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Patmos 2007 Expedition

The Center for the Study of New Testament Manuscripts (a.k.a. the Center for the Research of Early Christian Documents) exists for the purpose of digitally preserving ancient copies of the New Testament, patristic writings, and the Old Testament. Such preservation efforts serve multiple purposes: First and foremost, it allows monasteries and other institutes that possess these sacred treasures to direct visitors to the digital images rather than to the actual manuscripts, thereby preserving the manuscripts by minimal handling. Second, it enables scholars to examine the manuscripts and work toward determining the wording of the original text. Up until recently, scholars needed to examine the manuscripts either directly or, far more often, by microfilm. The first avenue of access is quite expensive, and the second involves poor quality representation, often illegible. With digital photography, now these images are significantly better. (The images in this report, however, were reduced in size, lessening their quality significantly.) Third, it preserves a very important aspect of our ancient heritage, and makes accessible to a broad audience these early artifacts. By so doing, we all can have stronger links to the past, which should give us a much deeper appreciation for those dedicated scribes who have gone before us. When we begin to see how patiently they copied out the scriptures we get a sense of the importance of the Word of God—an importance that transcends time. This link to the past should remind us all how vital a knowledge of scripture is for the Christian faith.

Although the Center for the Study of New Testament Manuscripts (CSNTM) has only been in existence five years, it already some significant accomplishments, including the high-resolution digital photography of more than 60,000 images and the discovery of more than three dozen manuscripts.

Our work of digitally preserving ancient New Testament manuscripts continued in the summer of 2007. The first team for the summer went to Patmos; the second team went to an eastern European country. (We will bring the full report of that second expedition later.) The Patmos team consisted of four people including Dr. Daniel B. Wallace (founder and executive director of CSNTM), Emmanuel Guegain, Billy Todd, and Andrew Wallace. We went to the Mediterranean with several goals in mind. Our group included not only students of the Greek Bible, but a videographer (Andrew) as well. The cast left Dallas at a very early hour one June day and flew to Athens by way of Philadelphia.

Packing for the Trip

In a previous expedition to Patmos we experienced a number of difficulties when we were in Athens. All were related to the taxi service. Athens taxi drivers like to bungee cord everything in an open trunk in the back of a Corolla. With the expensive equipment that we bring, this is unacceptable. Last year, we argued extensively with the taxi drivers about this, finally having our way but only after some heated squabbling. Even with this victory in place, the taxi drivers would go up to 100 miles an hour, risking life and limb through heavy traffic. This year we determined that the best solution was to get a shuttle service, providing better security for the equipment and a lot fewer worries. Once we deplaned, however, we couldn’t find the shuttle van. We were looking for a 10-seat van. In the end the confusion resulted from the fact that the shuttle van was actually a 51-passenger bus! We traveled in style since it was only the four of us on the large bus (complete with plush seats, real air conditioning, and a bathroom). No extra charge, either. Needless to say, we did not have to worry about getting all of the equipment across town safely and in a single trip.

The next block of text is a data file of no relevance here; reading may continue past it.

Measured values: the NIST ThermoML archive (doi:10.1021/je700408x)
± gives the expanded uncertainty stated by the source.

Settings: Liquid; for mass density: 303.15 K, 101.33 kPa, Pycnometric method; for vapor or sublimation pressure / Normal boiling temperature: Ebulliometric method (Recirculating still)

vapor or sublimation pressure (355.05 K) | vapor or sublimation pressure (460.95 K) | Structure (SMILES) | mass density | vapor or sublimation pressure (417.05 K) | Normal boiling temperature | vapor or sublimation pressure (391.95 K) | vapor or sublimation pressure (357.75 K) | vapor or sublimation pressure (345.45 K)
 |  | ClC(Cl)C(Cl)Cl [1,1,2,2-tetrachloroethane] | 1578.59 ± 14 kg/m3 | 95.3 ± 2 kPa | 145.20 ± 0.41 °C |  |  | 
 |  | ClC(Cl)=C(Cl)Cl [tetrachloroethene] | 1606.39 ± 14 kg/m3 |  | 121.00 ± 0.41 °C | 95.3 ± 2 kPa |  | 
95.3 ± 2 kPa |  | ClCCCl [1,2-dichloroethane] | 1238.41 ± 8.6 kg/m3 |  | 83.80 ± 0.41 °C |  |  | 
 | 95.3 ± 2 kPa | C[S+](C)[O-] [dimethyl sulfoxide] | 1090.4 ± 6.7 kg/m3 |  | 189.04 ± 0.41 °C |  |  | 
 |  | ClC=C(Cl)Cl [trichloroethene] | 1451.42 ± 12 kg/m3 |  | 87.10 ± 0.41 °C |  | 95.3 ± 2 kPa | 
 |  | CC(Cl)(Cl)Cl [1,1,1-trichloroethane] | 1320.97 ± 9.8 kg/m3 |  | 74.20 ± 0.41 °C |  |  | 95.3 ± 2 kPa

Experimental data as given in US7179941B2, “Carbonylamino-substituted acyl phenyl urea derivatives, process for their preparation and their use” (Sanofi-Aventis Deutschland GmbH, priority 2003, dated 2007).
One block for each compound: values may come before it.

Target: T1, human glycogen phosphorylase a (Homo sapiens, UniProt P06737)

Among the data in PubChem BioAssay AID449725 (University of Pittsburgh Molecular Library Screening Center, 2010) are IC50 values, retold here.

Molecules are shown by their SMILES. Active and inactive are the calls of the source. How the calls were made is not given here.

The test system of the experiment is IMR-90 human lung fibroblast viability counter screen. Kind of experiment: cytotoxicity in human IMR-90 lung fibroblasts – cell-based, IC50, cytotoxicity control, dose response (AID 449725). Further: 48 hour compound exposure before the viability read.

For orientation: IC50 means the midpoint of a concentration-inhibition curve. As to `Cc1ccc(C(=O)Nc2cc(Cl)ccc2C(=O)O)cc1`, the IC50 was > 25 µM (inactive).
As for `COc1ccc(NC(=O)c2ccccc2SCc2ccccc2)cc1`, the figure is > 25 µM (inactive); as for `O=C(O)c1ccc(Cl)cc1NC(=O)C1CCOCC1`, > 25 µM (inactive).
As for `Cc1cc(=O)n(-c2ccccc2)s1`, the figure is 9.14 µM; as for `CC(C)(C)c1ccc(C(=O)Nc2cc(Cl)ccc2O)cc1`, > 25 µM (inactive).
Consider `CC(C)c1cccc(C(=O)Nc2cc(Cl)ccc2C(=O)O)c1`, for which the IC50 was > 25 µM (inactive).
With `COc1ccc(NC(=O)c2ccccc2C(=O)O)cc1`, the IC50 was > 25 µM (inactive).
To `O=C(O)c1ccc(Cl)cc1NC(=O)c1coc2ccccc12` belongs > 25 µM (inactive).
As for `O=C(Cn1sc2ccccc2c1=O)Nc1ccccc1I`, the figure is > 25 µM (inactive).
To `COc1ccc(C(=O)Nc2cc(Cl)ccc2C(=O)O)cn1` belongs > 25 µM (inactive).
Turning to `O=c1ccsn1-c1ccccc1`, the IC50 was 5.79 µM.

Our ‘little’ shuttle van!

Once in Athens we were able to spend a couple of days between the flight and the first available ferry ride to Patmos. The time was used to decompress and prepare for the work ahead. This ended up providing an opportunity to see some of the many historical sites in Athens. A Dallas Seminary alumnus, Jeff Baldwin, now heads up a Bible Institute in Athens. He graciously provided the school’s van and met the team at one of the train stations on the outskirts of Athens. We then spent the day at Corinth. Also joining us on the excursion to Corinth was noted scholar Daniel Block and his wife.

Emmanuel Guegain in front of the Bema in Corinth (Acts 18:12-16)

Getting to Patmos

The only way to get to Patmos is by boat, ferry in our case. The ferries to Patmos depart from Athens only on certain days of the week. We’re sure that the view would have been breathtaking, but we didn’t get to see it. We left at midnight on Saturday for the eight-hour trip. Once on board, we looked out at the murky waters and saw some lights in the distance every once in a while. But all was too dark to really get a good view of the beauties of the Aegean. We went into our cabins for some shuteye. We faced the difficult task of hauling 15 pieces of luggage on board. Even with this large burden, it was very important to get on the ferry quickly or be left behind. On a previous trip one of the team members (Billy Todd) had to run up the ramp, with luggage in tow, just as the ferry was leaving the dock!